09/24/2012 07:05 pm ET Updated Nov 24, 2012

Some Numbers Don't Lie

As we know, elected leaders spin numbers and statistics when they can to make themselves look good or to advance their causes.

But some numbers tell the real truth.

There are three numbers that emerged for New York City recently that should alarm all New Yorkers: 9.9 percent unemployment, a 20.9 percent poverty rate and a city budget that has jumped to almost $70 billion (with deficits approaching $3 billion by 2014).

A world-class city in which one in 10 are unemployed and where poverty is growing and outpacing the national average, is a city that has lost its way.

We keep on hearing the doublespeak that New York is doing better than the rest of the country; the spin that more people are moving to New York and that's why the unemployment rate is not heading down. And the most vexing canard of all: our school system is improving, they say, when nearly 40 percent of children don't graduate from high school and for those that do, three in four are not college ready.

This is progress? Shame on our elected leaders for telling us that we should be satisfied with these results.

Some 30 percent of Bronx residents live in poverty. More than 20 percent of Brooklyn is in the poverty trap.

How can we solve this? Well, first of all, we have to declare this growing poverty rate a crisis. We have to declare a war on poverty and then really follow through with goals and achievable results.

We have to develop a CompStat-like tracking program for poverty and joblessness and attack these twin problems with the same ferocity that Mayor Rudy Giuliani and Police Commissioner Bill Bratton attacked crime in the mid-1990s.

Jobs programs that leverage public-private partnerships are a start. Let's rebuild our bridges, roads, schools and public buildings and put people back to work. Bring back the WPA of the New Deal era.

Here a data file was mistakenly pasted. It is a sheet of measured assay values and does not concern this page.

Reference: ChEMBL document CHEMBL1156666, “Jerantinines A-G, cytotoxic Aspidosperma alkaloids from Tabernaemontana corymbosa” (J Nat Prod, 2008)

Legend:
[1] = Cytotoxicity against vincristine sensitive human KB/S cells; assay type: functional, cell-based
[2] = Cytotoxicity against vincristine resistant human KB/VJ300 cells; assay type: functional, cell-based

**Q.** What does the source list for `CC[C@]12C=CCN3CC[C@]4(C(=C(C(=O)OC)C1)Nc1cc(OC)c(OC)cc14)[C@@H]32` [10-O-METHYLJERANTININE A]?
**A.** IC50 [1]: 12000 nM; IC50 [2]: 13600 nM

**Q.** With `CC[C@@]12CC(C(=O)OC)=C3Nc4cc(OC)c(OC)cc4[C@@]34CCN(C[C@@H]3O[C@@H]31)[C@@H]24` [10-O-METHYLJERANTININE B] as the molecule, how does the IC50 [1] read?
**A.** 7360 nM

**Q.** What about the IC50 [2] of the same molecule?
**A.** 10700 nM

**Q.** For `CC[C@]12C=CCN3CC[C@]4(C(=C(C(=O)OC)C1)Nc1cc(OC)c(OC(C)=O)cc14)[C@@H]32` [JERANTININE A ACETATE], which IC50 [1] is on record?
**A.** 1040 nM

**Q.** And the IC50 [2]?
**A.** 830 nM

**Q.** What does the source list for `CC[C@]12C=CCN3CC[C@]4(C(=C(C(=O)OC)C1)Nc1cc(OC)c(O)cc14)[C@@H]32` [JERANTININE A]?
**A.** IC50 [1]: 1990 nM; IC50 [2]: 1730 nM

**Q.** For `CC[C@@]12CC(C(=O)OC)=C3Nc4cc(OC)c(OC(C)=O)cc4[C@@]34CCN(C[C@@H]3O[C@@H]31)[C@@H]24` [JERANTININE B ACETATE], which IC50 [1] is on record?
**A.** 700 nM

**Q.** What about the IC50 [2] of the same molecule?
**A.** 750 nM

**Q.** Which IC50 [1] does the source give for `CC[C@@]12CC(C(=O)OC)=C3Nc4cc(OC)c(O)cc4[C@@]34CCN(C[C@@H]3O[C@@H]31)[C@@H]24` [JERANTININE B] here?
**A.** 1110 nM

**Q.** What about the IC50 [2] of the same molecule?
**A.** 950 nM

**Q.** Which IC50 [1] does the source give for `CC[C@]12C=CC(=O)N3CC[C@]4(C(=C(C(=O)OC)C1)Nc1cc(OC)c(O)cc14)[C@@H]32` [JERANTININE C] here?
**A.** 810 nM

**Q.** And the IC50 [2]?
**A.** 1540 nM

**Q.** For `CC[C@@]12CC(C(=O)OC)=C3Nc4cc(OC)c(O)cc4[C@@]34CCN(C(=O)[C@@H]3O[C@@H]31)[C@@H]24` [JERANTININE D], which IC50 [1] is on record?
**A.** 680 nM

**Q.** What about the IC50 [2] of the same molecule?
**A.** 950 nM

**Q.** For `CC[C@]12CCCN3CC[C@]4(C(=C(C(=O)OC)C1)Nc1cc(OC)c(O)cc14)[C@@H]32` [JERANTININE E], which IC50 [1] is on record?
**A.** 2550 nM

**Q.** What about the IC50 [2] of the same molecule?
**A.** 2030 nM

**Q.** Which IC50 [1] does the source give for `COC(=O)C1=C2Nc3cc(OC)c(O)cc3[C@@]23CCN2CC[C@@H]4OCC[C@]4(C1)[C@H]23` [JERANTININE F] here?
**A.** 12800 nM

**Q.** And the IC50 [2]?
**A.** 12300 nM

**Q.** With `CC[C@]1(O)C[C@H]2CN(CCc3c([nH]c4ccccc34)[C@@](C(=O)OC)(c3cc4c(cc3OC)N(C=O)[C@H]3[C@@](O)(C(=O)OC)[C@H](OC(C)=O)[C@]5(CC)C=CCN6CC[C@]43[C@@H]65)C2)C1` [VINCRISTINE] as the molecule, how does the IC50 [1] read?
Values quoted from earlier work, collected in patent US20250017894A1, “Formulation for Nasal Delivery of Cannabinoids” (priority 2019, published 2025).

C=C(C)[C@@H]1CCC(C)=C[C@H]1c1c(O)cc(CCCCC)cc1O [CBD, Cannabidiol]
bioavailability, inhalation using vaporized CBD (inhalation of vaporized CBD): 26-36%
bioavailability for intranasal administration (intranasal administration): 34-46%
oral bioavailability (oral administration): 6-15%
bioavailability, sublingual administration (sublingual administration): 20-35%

Let's start a 10-year green energy program to repaint and retrofit every roof and building in New York to become more energy-efficient.

Let's give private employers a tax holiday for one year on every new worker they add to their payroll in 2013. If they hire a resident from a high-unemployment neighborhood, make it an 18-month tax holiday.

We need bold ideas for bringing down unemployment to less than 5 percent and poverty below 10 percent over the next eight years.

As we head into the next mayoral election cycle, I challenge other candidates to present bold ideas to put New Yorkers back to work and to break the cycle of poverty.

New York's current citywide elected leaders -- Council Speaker Christine Quinn, Public Advocate Bill deBlasio, Comptroller John Liu -- should pause from their endless campaigning for mayor (when they should be doing their day jobs) and offer immediate suggestions to help solve this problem. They should be judged by the results from the past decade they have been in office (when the poverty rate grew dramatically).

We cannot afford to let this cycle of unemployment and poverty continue to spiral downward. We need vigorous leadership to fix it and stop blaming the President, the global economy and the new immigrants to New York seeking work.

We need our New York leaders to feel the fierce urgency of now.

Our most vulnerable New Yorkers are counting on them.

Tom Allon, a media entrepreneur, is a 2013 Liberal Party-backed candidate for mayor of New York City.


Follow Tom's campaign on Twitter: @TomAllon4Mayor and Facebook.